Wayne Tschetter is examining the development of neural circuits connecting the eye to the brain.
EUGENE, Ore. — (June 26, 2014) — Wayne Tschetter, a postdoctoral research associate in the University of Oregon Institute of Neuroscience, has received a Pediatric Ophthalmology Career-Starter Research Grant from the Knights Templar Eye Foundation Inc.
The $60,000 award will be used for Tschetter's project "Development of Neural Circuits Connecting the Eye to the Brain."
Tschetter, a researcher in the lab of biology professor Cris Niell, is examining how neurons in the visual system form connections during development to establish proper visual function and how that process is disrupted by pediatric eye disease. At the outset, Tschetter will investigate the process of receptive field development by carefully examining how neurons near the retina mature during a specific period of development.
"This novel research will provide an important foundation for understanding how visual neurons acquire their functional properties as they receive inputs from other neurons," Tschetter wrote in a summary of his research. "Furthermore, this research will help define the mechanisms of impaired eyesight in pediatric eye diseases, which will aid in the understanding of pediatric ophthalmic disorders and potentially improve the application and success of future therapeutic interventions."
The Knights Templar Eye Foundation Career-Starter Research Grant program supports research by early career clinical or basic researchers on conditions that can be treated or prevented. Tschetter's award is the first for a UO researcher and the 10th to be given to scientists in Oregon since the foundation was formed in 1956.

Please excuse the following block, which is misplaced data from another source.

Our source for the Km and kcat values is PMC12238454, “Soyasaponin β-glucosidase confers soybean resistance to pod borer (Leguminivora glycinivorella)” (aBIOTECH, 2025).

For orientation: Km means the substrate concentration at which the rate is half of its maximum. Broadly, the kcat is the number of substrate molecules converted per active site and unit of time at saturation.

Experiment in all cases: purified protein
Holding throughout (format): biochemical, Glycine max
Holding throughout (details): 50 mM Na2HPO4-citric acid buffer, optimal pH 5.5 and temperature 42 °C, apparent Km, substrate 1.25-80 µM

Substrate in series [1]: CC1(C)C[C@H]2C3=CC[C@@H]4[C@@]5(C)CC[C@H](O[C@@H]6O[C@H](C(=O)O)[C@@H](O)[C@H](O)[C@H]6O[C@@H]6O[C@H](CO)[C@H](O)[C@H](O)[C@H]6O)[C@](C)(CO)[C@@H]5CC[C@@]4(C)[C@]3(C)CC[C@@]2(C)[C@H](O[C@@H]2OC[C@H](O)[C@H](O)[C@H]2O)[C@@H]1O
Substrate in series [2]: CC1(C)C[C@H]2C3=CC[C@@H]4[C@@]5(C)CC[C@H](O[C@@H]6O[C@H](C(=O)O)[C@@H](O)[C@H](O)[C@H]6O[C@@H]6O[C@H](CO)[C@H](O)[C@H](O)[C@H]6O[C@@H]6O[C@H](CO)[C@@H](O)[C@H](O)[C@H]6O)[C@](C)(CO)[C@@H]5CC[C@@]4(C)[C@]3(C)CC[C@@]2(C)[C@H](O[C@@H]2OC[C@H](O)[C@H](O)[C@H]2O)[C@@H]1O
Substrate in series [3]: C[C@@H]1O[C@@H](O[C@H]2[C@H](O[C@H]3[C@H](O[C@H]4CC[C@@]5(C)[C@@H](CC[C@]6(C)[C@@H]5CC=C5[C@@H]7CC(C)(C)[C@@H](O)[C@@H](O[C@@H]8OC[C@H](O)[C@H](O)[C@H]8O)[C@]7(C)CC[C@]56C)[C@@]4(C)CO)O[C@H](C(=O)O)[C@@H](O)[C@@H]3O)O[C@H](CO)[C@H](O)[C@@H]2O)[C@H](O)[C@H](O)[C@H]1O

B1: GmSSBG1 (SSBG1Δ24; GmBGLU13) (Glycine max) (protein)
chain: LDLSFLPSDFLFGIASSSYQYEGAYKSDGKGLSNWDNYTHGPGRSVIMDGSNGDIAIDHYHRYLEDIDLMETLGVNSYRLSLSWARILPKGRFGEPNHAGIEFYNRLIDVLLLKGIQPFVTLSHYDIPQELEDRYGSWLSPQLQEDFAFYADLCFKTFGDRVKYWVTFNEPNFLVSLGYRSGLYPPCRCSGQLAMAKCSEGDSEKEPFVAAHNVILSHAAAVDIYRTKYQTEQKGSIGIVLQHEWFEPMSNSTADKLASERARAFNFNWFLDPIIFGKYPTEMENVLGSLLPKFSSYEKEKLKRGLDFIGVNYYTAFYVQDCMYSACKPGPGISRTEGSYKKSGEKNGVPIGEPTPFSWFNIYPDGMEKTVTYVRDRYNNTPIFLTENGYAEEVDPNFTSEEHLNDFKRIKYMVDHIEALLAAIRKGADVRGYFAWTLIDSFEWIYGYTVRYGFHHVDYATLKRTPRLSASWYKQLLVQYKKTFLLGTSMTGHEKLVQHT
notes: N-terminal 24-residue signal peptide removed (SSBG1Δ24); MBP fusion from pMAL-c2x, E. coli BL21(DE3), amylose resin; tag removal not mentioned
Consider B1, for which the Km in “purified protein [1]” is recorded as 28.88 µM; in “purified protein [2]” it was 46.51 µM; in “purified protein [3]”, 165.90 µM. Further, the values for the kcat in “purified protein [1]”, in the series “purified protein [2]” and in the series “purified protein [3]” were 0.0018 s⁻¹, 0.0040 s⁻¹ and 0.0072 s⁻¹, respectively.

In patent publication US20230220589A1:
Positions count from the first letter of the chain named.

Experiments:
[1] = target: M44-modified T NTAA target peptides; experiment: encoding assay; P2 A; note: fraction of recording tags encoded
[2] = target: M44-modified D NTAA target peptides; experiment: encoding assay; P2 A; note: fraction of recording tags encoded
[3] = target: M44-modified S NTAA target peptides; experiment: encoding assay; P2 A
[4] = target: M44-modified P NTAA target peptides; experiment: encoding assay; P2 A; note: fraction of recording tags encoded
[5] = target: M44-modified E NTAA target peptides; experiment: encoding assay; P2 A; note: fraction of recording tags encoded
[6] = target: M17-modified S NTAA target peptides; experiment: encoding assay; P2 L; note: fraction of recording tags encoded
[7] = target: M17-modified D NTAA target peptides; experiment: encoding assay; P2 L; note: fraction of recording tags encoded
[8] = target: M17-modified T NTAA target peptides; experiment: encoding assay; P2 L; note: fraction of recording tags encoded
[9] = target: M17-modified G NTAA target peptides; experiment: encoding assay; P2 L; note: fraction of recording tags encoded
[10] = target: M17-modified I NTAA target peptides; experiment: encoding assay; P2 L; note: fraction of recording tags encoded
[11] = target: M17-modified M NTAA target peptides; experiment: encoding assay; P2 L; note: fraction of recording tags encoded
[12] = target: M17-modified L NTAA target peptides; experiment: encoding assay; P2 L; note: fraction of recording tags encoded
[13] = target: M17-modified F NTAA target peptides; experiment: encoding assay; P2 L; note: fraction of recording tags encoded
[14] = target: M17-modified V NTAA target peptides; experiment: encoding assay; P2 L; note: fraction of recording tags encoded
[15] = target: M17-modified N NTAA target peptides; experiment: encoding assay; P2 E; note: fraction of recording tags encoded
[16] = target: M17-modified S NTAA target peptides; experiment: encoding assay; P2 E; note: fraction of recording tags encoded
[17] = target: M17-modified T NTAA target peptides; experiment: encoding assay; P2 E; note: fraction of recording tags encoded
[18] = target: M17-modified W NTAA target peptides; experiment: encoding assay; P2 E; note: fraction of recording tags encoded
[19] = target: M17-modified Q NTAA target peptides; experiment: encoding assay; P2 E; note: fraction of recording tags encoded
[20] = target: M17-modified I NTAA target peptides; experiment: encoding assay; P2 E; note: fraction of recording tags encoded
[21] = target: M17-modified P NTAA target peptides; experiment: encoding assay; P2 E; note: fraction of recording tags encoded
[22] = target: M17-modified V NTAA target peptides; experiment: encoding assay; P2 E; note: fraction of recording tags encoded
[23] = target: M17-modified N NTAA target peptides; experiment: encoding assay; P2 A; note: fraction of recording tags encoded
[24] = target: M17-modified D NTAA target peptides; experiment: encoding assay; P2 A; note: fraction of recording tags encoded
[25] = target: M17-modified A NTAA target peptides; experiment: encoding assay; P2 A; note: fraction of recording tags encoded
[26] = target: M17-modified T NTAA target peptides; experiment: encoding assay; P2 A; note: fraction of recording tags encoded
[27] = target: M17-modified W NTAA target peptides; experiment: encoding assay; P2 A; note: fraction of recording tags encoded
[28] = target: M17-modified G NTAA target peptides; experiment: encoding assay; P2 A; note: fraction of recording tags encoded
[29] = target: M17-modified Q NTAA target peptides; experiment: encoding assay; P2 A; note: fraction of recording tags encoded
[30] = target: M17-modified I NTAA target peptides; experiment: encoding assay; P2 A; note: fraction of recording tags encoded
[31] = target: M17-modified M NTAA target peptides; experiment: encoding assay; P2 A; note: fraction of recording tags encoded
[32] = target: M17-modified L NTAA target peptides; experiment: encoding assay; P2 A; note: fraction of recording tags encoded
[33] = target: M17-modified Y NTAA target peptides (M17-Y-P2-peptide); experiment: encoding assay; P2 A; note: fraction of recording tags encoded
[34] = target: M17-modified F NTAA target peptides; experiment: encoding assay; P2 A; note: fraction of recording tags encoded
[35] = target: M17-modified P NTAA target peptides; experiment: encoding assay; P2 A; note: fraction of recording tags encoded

Oregon researchers have received $351,6111 in awards — a figure that does not include the amount awarded to treat individuals in need, said John Ridenour, grand commander of the grand commandery of Knights Templar of Oregon.
The Knights Templar Eye Foundation provides assistance to people who need eye treatment and also supports research on pediatric ophthalmology. In the past, much of the organization's focus was on individual treatment, but in recent years the primary focus has shifted to grants for research, Ridenour said.
In presenting the award to Tschetter, Ridenour noted the importance of pediatric ophthalmology research and said that Tschetter's work could be a building block for advancing the understanding of eye diseases in early life.
About the University of Oregon
The University of Oregon is among the 108 institutions chosen from 4,633 U.S. universities for top-tier designation of "Very High Research Activity" in the 2010 Carnegie Classification of Institutions of Higher Education. The UO also is one of two Pacific Northwest members of the Association of American Universities.
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